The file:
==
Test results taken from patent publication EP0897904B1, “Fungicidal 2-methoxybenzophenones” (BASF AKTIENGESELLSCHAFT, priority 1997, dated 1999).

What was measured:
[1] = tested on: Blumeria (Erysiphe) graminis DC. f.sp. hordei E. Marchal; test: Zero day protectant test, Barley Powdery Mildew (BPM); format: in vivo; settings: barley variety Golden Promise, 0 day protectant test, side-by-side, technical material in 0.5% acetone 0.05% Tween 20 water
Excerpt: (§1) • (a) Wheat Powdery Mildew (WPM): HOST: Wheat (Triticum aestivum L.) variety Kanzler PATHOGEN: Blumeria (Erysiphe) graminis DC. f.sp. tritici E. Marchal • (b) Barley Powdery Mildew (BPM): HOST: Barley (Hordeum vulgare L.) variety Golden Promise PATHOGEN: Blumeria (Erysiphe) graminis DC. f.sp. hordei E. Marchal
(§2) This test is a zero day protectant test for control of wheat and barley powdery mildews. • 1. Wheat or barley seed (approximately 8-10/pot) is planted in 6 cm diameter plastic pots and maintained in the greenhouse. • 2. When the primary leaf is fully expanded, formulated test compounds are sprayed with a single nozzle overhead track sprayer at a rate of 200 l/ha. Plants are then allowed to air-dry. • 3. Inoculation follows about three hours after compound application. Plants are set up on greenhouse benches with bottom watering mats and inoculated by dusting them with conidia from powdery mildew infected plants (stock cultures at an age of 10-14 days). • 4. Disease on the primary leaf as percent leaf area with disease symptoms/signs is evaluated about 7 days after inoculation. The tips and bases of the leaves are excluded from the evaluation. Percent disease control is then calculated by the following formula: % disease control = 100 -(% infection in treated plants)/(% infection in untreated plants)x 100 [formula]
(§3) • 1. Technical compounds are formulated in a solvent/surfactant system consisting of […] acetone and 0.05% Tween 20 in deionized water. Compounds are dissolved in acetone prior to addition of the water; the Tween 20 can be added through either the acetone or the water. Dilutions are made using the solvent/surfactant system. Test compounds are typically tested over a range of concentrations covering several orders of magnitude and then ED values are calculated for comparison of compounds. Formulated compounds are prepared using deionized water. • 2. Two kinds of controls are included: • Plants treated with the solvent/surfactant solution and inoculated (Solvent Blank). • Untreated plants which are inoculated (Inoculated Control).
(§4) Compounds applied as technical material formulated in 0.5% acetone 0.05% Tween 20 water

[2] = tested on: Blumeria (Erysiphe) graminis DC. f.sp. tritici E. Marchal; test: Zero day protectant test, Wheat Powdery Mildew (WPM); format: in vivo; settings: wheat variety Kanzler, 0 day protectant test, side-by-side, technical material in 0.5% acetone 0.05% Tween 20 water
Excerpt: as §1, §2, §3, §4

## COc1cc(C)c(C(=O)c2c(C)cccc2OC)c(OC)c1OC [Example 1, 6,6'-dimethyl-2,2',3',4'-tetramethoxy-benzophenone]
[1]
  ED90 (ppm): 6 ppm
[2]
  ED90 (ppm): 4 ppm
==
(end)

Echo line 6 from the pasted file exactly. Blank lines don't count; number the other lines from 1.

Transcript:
(§3) • 1. Technical compounds are formulated in a solvent/surfactant system consisting of […] acetone and 0.05% Tween 20 in deionized water. Compounds are dissolved in acetone prior to addition of the water; the Tween 20 can be added through either the acetone or the water. Dilutions are made using the solvent/surfactant system. Test compounds are typically tested over a range of concentrations covering several orders of magnitude and then ED values are calculated for comparison of compounds. Formulated compounds are prepared using deionized water. • 2. Two kinds of controls are included: • Plants treated with the solvent/surfactant solution and inoculated (Solvent Blank). • Untreated plants which are inoculated (Inoculated Control).